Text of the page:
In October I got to spend the day with my son Jeff to celebrate my birthday. He treated me to lunch at China Chilcano .
in downtown DC. This is one of Jose Andres restaurants that features Peruvian food with Asian and Spanish accents in a festive decor.
But before we had lunch he treated me to the exhibit "Making Room" at the National Building Museum at 4th & F Streets downtown. "Making Room: Housing For A Changing America" brings to light the demand for housing for singles living alone versus the nuclear family of the 1950s.
In 1950, 43% of our households were married couples with children under 18. Fueled by this demographic, prosperity, the automobile, and the dream of homeownership, suburbanization drove the housing industry.
Today 30% of the housing market is singles living alone spanning all ages and incomes. In this era there is a range of living arrangements to include roommates, single parents, multi-generational, and fluid families.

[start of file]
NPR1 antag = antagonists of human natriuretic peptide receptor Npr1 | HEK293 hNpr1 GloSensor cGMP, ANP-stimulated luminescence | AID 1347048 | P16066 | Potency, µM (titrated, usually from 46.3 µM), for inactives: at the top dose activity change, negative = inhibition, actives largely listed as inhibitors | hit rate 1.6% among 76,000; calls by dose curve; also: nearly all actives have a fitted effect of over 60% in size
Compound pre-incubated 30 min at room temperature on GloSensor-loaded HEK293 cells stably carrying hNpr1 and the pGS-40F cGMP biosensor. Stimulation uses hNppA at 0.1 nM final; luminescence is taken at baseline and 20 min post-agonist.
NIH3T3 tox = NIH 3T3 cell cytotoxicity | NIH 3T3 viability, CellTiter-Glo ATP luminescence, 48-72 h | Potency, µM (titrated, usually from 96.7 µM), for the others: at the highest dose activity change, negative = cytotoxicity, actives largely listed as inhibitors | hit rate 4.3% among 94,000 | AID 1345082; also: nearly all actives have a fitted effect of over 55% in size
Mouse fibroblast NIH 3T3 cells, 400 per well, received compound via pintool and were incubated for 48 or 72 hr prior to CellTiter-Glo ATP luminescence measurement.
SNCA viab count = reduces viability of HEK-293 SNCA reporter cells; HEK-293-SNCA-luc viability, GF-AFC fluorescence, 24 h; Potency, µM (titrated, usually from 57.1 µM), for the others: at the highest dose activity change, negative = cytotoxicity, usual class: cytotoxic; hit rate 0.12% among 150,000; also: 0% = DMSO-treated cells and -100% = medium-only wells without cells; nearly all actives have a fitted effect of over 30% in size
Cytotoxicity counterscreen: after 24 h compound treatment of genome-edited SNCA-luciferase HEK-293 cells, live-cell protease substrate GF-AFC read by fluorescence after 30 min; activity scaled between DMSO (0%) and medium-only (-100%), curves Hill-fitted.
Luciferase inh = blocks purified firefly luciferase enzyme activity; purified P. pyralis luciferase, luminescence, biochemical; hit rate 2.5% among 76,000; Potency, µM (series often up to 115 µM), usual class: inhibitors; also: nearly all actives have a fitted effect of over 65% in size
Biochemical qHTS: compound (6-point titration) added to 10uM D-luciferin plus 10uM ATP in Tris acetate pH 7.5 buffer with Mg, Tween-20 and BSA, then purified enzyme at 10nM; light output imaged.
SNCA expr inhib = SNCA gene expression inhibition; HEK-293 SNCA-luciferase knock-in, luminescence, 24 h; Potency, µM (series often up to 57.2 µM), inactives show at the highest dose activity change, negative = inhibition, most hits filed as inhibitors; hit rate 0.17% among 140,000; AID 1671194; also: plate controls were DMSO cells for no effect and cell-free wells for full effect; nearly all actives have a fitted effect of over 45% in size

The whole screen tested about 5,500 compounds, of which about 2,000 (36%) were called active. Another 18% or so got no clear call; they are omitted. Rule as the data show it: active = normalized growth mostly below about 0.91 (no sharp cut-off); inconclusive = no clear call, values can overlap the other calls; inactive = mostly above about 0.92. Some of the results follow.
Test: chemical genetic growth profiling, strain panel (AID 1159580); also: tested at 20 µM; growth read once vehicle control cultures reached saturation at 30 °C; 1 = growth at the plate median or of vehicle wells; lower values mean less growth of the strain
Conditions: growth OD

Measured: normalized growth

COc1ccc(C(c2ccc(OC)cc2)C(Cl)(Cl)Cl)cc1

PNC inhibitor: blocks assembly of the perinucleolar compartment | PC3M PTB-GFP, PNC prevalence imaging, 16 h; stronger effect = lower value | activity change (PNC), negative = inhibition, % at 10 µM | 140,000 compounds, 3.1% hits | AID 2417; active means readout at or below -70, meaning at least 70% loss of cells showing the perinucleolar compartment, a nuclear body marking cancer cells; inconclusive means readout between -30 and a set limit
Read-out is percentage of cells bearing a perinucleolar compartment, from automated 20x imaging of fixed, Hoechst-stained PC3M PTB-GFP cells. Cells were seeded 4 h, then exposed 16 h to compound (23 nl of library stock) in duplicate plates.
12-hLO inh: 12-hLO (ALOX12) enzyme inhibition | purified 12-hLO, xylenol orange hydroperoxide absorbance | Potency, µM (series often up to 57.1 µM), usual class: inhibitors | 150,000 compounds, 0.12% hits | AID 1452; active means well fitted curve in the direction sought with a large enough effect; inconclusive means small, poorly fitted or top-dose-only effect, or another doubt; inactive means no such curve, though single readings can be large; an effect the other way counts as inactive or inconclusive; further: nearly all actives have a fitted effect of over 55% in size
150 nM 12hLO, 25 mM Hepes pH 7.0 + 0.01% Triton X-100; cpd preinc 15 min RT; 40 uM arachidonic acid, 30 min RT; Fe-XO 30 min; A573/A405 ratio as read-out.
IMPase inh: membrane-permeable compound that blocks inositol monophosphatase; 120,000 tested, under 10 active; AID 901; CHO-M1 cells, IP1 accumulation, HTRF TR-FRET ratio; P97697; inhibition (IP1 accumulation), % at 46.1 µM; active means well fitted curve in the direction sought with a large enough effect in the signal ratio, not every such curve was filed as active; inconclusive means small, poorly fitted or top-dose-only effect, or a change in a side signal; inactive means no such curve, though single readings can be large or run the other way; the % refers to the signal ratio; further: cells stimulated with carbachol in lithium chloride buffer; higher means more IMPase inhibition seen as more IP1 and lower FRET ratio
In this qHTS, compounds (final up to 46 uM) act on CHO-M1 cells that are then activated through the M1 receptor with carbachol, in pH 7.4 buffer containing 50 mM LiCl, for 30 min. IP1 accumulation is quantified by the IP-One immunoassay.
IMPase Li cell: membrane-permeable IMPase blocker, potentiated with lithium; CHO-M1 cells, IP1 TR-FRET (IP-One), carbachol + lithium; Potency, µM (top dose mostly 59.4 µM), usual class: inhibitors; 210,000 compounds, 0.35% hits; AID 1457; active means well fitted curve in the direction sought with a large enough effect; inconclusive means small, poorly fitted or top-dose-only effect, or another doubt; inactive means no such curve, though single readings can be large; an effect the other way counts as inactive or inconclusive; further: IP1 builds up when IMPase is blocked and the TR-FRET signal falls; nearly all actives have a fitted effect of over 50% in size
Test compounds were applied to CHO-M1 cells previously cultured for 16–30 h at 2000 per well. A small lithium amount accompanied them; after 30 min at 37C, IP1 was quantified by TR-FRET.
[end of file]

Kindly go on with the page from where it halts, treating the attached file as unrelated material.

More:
Zoning regulations that have been in effect for a long time have made it difficult to create alternatives to meet the needs of this growing housing market. Pioneers and innovative thinkers are opening the possibilities for alternative solutions. "Making Room" explores these ground breaking developments offered at all levels of the market from micro-units, tiny houses, and accessory apartments to co-housing, co-living, and beyond.
Architect Pierluigi Colombo designed the centerpiece of the exhibit, the "Open House." The concept is a flexible 100 square-foot home with an amazingly efficient layout, movable soundproof walls, and multi functional furniture.
I am thankful to my son for exposing me to these design ideas for small spaces.